Botanic Gardens is notorious for its verdant landscape and lush gardens; it is also known for its wildlife. But did you know over five types of terrapins can be found in Botanic Gardens, four of which are native to Singapore island ? Maitreyi Sanadhya writes about her recent discovery.
Many a bird can be spotted soaring in the skies and croaking frogs dot the shores of small lakes. However, a lesser-known gem in the gardens is none other than the terrapin, which resides the lake by the Botanic Gardens MRT exit by Cluny Court.
Walk a short distance into the park and you will encounter a large lake, relatively clear of foliage. Upon approaching the water body, you will be welcomed by the sight of dozens of terrapins sunning themselves on the shore.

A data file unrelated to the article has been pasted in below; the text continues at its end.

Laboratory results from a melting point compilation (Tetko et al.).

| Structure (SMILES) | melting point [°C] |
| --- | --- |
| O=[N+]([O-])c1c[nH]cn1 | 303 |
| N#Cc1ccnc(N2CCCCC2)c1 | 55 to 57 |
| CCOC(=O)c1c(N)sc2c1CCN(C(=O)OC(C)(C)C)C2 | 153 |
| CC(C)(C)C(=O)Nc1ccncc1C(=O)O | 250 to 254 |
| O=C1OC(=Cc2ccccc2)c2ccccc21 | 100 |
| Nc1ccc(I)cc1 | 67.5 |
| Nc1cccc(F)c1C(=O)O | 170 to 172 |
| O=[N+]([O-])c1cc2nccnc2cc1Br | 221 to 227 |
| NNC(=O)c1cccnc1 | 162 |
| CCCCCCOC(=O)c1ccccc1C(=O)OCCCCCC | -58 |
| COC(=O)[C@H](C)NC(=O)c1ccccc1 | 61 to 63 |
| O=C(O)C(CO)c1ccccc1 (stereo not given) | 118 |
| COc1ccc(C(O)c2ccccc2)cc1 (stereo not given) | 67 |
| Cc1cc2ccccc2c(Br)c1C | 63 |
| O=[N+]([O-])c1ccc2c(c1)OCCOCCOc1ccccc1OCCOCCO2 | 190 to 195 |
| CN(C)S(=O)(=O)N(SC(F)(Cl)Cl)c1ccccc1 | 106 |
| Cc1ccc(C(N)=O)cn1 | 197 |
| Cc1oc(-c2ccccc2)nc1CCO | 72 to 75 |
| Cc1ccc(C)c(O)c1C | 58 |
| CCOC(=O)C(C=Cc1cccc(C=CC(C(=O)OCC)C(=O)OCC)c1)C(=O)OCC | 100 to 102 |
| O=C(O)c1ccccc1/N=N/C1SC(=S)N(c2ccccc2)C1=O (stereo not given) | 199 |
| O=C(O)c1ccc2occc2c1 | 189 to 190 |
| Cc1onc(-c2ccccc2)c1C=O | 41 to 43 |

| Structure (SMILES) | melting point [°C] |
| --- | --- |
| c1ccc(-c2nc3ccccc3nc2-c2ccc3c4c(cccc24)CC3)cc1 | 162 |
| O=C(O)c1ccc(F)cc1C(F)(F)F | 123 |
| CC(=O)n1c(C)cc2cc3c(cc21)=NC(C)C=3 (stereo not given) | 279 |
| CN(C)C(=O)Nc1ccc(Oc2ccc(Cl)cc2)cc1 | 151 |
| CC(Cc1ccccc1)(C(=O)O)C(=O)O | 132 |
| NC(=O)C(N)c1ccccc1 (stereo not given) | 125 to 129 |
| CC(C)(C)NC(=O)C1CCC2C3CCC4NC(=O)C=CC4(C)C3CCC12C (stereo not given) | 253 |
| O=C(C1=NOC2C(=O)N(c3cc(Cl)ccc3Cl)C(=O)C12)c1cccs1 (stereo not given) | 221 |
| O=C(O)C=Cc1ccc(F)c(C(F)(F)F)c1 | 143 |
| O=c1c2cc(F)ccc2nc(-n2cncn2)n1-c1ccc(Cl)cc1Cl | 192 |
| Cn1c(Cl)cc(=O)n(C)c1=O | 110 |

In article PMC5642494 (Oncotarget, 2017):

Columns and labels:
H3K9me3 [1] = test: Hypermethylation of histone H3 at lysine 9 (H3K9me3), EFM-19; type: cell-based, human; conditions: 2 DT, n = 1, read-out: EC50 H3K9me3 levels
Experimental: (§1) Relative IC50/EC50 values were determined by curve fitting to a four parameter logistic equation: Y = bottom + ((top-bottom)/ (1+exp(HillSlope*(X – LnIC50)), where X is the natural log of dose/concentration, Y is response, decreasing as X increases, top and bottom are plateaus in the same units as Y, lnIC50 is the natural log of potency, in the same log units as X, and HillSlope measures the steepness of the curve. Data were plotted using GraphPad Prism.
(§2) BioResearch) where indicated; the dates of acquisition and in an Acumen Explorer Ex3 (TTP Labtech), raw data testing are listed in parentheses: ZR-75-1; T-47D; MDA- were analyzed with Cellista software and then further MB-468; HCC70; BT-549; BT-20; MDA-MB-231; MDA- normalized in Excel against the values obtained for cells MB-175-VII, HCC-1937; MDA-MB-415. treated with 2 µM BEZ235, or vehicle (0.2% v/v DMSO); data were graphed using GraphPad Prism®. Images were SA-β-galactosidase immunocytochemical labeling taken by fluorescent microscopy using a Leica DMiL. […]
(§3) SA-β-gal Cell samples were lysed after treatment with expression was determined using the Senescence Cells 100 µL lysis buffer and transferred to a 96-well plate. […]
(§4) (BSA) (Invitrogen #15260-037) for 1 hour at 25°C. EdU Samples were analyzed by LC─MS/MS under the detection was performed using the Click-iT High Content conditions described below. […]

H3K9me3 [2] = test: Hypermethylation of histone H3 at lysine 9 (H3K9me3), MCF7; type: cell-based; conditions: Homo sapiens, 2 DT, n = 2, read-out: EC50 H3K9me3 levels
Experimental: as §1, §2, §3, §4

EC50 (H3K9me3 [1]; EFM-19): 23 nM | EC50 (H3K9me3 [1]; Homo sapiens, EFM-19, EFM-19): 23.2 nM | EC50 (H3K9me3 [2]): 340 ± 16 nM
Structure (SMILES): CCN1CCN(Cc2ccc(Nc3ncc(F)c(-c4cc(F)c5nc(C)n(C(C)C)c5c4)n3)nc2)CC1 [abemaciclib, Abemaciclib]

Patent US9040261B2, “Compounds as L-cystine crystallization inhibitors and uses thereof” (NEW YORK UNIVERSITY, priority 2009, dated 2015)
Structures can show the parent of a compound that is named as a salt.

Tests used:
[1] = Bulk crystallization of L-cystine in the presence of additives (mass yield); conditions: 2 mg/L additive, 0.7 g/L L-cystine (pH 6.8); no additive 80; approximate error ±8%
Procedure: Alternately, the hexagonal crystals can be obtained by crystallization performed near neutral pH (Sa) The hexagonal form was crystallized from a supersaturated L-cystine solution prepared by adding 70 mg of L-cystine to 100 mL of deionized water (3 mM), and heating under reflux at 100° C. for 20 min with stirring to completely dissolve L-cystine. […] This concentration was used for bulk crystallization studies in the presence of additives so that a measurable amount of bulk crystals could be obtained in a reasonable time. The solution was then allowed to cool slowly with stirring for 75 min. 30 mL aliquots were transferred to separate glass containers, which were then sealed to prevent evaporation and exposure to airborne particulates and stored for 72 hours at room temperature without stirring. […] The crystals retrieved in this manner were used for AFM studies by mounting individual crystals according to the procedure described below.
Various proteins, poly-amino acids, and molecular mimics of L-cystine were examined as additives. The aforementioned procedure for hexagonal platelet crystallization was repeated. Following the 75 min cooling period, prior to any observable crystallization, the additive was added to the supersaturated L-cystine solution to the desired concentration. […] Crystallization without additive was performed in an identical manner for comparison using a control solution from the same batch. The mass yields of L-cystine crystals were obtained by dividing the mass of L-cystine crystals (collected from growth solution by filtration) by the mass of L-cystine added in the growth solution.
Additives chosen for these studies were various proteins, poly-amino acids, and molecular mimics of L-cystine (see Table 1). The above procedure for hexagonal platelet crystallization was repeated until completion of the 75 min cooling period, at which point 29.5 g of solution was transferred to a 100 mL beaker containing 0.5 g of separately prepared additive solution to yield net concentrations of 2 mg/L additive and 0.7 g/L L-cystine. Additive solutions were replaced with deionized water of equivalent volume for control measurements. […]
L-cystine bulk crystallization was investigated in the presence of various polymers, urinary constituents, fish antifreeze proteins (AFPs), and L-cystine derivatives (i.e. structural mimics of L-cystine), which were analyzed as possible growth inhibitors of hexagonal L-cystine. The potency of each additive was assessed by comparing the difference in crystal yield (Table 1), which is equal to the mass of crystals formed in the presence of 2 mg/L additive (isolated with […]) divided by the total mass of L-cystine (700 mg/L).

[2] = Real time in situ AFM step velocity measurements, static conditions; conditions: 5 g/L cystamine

The best time to go and see the terrapins is between 12 noon and 3.00 p.m. as the majority of them come to the shore.
Note : It is typically warm around this time, so be sure to pack some water and sunscreen!
You may approach the terrapins – but do keep in mind that they are easily frightened, so ensure that your child does not make sudden movements or attempt to touch the creatures as they will dive back into the water!
The Malayan Box Terrapin can be distinguished by its greyish-black skin and underbelly markings and is the most commonly seen at this lake.
Keep your eyes peeled and you may spot the Asian Leaf Terrapin, Spiny Terrapin, Malayan Flatshell Terrapin, and the Black Marsh Terrapin!
Discovery, text and pictures by Maitreyi Sanadhya.